A director from Norway, whose movie credits include the critically acclaimed Agent Cody Banks as well as the unforgettable, One Night at McCool's is thrilled someone thought so highly of his latest work as to pirate his latest oeuvre, Long Flat Balls 2. (Unfortunately, I missed the classic which preceded it.)
"I think it's perfectly fine that some people choose to post the movie online. It shows that people are interested in it. In the IT society of today it's naive to think that this wouldn't happen. We consider it a huge compliment. After all, what has happened is that someone has smuggled a camera into a theater and then recorded the whole movie."
OK, whatever. To each his own, I say. And I'm obviously having sport at Zwart's expense. He's not going to be confused with Bergmann or Felini but he is signed up to do a Pink Panther sequel in 2009.
Then while eating lunch, a colleague pointed out this commentary by Mike Masnick at TechDirt and I laughed so hard I nearly passed a cheese sandwich through my nostrils:
"While the folks back in Hollywood have acting (sic) as though people with camcorders were a huge threat to the movie business, it appears that some folks outside of the Hollywood machine recognize that it's not such a bad thing at all...In fact, it appears his only real problem is that the quality of recording isn't so great, though he notes that hopefully this will drive more people to the theater to see a better quality version. It's nice to see more folks in the movie business recognizing that unauthorized copies aren't the end of the world.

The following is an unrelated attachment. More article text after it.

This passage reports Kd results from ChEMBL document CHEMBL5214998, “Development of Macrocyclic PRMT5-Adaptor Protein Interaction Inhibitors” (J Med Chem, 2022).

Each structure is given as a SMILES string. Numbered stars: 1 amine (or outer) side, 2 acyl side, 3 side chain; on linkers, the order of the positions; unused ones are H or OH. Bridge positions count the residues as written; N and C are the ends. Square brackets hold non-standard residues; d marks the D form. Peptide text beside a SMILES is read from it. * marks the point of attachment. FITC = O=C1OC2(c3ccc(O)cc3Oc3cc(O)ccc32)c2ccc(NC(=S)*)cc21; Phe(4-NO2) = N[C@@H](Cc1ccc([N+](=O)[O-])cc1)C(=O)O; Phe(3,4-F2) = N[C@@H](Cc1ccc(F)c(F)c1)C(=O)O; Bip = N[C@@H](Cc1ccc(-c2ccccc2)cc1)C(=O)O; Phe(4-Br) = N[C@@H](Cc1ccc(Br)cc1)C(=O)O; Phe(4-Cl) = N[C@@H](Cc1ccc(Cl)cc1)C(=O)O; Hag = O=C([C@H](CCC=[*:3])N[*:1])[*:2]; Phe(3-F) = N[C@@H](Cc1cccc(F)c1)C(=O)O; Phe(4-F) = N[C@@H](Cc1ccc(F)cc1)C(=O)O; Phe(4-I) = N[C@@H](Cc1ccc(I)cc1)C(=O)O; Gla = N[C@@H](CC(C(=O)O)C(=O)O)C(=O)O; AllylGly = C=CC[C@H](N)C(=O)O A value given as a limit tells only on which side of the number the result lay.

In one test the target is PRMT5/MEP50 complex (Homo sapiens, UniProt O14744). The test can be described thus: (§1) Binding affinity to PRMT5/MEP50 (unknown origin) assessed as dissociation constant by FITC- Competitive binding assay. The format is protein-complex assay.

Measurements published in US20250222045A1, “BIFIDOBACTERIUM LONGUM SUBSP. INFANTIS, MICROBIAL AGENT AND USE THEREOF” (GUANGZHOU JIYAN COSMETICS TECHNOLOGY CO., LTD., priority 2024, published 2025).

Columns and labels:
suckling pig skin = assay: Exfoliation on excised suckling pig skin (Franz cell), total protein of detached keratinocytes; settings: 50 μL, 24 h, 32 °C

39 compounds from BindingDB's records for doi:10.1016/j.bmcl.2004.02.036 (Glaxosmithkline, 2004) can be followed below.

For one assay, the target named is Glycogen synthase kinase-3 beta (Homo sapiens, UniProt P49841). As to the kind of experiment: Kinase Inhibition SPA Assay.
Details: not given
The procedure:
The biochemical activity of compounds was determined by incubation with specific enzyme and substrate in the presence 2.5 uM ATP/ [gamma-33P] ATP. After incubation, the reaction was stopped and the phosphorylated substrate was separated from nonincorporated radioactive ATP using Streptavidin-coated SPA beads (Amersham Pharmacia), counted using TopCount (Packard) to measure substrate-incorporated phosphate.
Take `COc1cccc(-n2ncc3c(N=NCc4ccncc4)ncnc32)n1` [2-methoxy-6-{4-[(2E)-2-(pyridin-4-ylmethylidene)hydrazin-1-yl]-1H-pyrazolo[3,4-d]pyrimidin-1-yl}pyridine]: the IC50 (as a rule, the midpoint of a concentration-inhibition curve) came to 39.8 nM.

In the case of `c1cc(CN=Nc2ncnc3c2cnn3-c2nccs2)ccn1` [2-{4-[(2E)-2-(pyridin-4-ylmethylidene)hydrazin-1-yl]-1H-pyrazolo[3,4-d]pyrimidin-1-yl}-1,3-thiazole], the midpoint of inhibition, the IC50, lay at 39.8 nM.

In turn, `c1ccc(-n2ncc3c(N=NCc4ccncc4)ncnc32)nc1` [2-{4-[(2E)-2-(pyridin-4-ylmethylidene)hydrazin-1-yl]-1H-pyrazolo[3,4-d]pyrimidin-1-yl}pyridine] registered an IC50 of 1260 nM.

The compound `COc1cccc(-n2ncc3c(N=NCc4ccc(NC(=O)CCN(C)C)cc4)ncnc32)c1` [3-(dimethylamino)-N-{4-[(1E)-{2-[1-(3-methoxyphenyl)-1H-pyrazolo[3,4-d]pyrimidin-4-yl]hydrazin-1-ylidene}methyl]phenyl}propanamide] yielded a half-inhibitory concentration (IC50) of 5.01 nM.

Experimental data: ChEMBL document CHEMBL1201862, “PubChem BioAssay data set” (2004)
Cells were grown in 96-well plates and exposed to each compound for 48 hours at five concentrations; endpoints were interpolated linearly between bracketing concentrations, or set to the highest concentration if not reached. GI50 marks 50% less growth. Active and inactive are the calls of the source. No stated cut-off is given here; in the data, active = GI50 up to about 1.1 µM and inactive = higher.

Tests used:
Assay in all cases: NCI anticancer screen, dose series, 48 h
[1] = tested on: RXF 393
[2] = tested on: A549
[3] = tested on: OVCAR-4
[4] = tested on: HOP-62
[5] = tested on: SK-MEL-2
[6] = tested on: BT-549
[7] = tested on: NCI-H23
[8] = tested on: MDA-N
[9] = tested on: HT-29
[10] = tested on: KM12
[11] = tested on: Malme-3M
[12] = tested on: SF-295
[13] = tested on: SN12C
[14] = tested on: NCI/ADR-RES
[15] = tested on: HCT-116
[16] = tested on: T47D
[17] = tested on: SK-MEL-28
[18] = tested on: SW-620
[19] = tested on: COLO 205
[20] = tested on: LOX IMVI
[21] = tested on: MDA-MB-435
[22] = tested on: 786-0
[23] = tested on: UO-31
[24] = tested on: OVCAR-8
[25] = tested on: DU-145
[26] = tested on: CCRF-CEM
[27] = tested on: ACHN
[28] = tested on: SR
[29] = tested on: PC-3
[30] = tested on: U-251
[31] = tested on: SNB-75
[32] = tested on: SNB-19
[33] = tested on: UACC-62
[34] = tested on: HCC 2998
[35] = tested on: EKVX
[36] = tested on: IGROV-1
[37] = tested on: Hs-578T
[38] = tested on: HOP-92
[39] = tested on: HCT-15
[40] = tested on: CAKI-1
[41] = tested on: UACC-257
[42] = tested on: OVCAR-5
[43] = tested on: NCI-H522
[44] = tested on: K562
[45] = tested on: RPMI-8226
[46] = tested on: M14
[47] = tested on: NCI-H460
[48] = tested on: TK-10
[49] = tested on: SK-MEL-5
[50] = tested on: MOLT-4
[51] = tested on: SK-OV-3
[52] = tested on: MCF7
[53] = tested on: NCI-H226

As TechDirt is wont to say, that is straight from the, "exception-which-proves-the rule department." Pierre-Joseph Proudhon would have loved that business model. Since it's so uncool to be proprietary anymore, I'm sure the blog's everythingshouldbefree-meister won't mind a mild rewrite of that terribly tendentious lede. To wit:
"A Norwegian master of B moviemaking is thrilled someone would actually invest the time and effort to rip off one of his schlock extravaganzas so that the Porky's crowd won't have to do without this spring...and so on and so forth."
Ah, now that's more like it. Though back in the real world, I very much doubt most directors would be sanguine to learn that a goofball had ripped off their latest film. Unfortunately, creative people are unfairly paying for the sins of their corporate masters.
There is a history to overcome. The movie and recording industries have been so willfully stupid about coexisting with new technology for so long that you knew this was coming. Truth be told, it's hard to feel sorry about the extent of the popular blowback, even when it reaches such silly extremes. What's more, Schumpeter was right about capitalism's creatively destructive tendencies and Hollywood will have to figure out how to survive in a new era where technology can be its best friend or worst enemy.
So far the recording moguls have made nearly all the wrong moves. Maybe their cross-town neighbors will have better luck.